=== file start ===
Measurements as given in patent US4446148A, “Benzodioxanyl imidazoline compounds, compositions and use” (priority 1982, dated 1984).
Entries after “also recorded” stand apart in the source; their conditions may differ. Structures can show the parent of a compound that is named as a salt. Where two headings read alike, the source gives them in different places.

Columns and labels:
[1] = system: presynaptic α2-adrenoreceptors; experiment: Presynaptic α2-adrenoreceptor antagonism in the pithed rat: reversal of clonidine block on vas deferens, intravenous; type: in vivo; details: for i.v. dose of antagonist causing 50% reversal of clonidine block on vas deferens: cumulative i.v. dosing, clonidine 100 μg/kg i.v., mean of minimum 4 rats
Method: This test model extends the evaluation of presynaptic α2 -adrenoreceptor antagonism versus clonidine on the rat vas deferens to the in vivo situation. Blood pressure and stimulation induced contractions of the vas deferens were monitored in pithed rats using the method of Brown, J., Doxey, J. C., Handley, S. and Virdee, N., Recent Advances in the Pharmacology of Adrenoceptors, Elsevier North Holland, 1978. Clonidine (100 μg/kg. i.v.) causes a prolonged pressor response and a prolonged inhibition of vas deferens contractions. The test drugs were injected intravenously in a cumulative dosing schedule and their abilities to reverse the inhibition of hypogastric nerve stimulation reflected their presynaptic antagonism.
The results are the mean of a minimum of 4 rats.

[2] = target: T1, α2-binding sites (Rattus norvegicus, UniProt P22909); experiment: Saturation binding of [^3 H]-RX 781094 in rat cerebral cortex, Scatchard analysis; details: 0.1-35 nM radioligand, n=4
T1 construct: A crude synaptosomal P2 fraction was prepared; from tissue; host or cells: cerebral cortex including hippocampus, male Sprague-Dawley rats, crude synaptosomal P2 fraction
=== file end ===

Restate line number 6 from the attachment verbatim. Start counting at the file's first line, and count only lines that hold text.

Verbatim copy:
The results are the mean of a minimum of 4 rats.